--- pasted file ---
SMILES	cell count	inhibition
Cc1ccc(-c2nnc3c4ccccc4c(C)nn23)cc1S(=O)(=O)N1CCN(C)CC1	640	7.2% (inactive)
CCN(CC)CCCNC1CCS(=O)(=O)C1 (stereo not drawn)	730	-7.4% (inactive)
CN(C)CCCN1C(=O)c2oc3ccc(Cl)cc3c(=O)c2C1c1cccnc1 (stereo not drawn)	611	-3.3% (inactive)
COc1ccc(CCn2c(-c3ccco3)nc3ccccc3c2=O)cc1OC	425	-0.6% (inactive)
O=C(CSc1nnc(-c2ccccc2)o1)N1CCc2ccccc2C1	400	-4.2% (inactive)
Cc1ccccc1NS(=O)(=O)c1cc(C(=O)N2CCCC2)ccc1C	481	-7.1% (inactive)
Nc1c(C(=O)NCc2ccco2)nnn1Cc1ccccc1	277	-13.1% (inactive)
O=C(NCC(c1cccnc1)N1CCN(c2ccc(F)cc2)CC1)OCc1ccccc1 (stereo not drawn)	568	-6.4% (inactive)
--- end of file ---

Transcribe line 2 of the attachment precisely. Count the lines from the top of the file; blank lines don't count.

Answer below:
Cc1ccc(-c2nnc3c4ccccc4c(C)nn23)cc1S(=O)(=O)N1CCN(C)CC1	640	7.2% (inactive)